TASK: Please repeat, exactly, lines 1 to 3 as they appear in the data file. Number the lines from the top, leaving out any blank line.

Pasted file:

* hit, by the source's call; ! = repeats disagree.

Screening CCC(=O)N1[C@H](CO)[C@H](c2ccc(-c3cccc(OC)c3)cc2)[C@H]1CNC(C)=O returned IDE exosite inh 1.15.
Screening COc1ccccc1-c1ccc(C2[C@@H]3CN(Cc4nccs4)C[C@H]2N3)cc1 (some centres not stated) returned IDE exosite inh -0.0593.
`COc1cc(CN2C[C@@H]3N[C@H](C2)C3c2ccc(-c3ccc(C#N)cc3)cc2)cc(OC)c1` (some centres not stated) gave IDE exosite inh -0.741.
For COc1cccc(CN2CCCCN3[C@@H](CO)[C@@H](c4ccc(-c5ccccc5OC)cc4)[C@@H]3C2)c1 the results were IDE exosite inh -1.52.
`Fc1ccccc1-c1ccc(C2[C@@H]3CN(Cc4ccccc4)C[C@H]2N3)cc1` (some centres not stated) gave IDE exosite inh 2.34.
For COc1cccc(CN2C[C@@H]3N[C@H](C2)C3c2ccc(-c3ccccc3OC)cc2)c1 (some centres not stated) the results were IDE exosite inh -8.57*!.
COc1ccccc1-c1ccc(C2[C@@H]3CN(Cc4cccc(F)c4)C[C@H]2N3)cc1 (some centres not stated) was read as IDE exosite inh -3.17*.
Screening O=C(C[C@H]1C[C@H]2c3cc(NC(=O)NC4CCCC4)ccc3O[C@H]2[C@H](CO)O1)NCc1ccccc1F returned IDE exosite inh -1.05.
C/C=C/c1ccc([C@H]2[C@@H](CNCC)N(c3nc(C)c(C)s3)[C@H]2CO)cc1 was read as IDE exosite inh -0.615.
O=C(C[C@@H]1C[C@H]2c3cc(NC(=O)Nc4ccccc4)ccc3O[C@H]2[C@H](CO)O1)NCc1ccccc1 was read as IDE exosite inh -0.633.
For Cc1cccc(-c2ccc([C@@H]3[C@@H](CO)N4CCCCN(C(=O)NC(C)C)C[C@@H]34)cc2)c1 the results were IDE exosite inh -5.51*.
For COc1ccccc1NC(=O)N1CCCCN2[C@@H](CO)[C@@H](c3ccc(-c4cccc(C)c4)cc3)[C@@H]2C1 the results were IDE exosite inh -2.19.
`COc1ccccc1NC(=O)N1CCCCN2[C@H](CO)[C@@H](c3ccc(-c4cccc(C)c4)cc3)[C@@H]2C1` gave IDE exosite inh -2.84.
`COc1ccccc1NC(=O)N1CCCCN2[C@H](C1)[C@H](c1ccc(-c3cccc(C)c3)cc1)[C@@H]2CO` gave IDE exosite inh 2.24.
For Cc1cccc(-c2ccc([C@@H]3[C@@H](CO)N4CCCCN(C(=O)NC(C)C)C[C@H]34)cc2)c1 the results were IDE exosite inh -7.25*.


* hit, by the source's call; ! = repeats disagree.

Screening CCC(=O)N1[C@H](CO)[C@H](c2ccc(-c3cccc(OC)c3)cc2)[C@H]1CNC(C)=O returned IDE exosite inh 1.15.
Screening COc1ccccc1-c1ccc(C2[C@@H]3CN(Cc4nccs4)C[C@H]2N3)cc1 (some centres not stated) returned IDE exosite inh -0.0593.